Also known as Didone, the Modern style takes the contrast between strokes even further than Baskerville. Moderns are now viewed as elegant and professional, but are not necessarily suited for large bodies of text because they do not lead the eye horizontally across the page.
Examples of Modern typefaces include Bodoni Classic, ITC Fenice, Didot and Moderno.
The defining characteristics of Slab typefaces include:
- Thick serifs
- Low contrast between thick and thin
During the Industrial Revolution, the Slab serif rose to popularity. Advertising became more common as companies were able to mass-produce products, and the Slab faces were created to be noticed.
Slab serifs, also known as Egyptian serifs, were typically used for large copy in small bursts. Slab serifs can include modified typefaces of different categories, if the original face is given extra weight and thickness and made into a sort of attention-grabbing parody of itself.
Today, Slab serifs are not exclusive to advertising as they once were. They include many typefaces of various weights, some of which are even acceptable for printing dense text.
Examples of Slab serifs include Egyptian Slate, Rockwell and Clarendon.
The defining characteristics of Humanist sans typefaces include:
- Variation between thick and thin lines
- Calligraphic features such as extra weight in the curves
- Small x-height
In the 20th century, Eric Gill adapted qualities from the Old Style/Humanist serif to develop a complete typographic family. Sans serifs had been used sparingly before the 20th century, but were still viewed as exotic when Gill crafted his typeface. He borrowed traits from Old Style, namely the resemblance to calligraphy.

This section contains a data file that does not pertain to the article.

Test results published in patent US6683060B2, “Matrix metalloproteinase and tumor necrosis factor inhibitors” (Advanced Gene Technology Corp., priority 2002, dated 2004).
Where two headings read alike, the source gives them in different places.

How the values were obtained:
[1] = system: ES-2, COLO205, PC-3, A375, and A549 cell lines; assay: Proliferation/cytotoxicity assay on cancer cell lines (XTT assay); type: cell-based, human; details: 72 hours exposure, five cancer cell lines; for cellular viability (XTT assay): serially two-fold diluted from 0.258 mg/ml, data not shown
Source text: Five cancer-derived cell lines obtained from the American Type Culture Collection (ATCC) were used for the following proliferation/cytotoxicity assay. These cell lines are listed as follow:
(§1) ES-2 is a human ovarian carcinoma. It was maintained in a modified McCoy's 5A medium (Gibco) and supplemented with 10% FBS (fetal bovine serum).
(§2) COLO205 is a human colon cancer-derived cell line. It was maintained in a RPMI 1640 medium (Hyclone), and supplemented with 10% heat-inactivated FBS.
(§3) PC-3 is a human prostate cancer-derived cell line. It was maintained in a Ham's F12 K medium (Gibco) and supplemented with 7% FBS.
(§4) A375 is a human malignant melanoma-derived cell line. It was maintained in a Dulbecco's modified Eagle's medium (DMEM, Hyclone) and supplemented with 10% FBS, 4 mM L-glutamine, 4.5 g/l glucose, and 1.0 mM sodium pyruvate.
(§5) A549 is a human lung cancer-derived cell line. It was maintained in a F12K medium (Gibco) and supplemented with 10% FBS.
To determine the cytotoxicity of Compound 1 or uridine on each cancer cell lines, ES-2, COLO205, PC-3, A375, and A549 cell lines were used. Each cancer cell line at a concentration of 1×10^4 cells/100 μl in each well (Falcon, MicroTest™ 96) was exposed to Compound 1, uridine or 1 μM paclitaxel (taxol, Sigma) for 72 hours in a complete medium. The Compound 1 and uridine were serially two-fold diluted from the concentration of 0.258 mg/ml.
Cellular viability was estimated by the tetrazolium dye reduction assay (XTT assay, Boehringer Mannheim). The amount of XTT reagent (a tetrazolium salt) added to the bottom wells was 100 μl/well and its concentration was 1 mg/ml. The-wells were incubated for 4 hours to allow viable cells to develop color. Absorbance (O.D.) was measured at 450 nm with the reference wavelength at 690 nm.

The large apertures (open spaces within letters such as “o,” “e,” and “c”) of Humanist sans typefaces allow the eye to easily move horizontally. Because of this, they are suitable for small sized copy and, depending on the format, large amounts of body text. Humanist sans typefaces usually allow for an easier read than the other classes of sans.
Examples of Humanist sans include Gill Sans, Calluna, Myriad and Calibri.
The defining characteristics of Transitional sans typefaces include:
- Vertical or almost vertical axis
- Limited stroke contrast
- Straight terminal strokes
Also known as Anonymous sans and Neo-Grotesque, this style was first notably used by Max Miedinger, who developed Helvetica in 1957. These straightforward, uniform typefaces are the most commonly used sans serif faces.
Examples of Transitional sans typefaces include Bell Centennial, Helvetica and Arial
The defining characteristics of Geometric sans typefaces include:
- Perfectly circular “o”
- Triangular peaks
- Simple construction
- Very little stroke contrast
A far cry from the calligraphy-inspired Humanist sans, the Geometric sans typefaces are crafted using geometric shapes. Developed by Paul Renner in 1928, the Futura typeface is often considered the launching pad for sans serif use.
Geometric sans typefaces are utilitarian and consistent, and have a very modern look. However, they lack the warmth and legibility of the Humanist sans, and are not ideal for body text.
Examples of geometric fonts include Futura, Erbar and Century Gothic.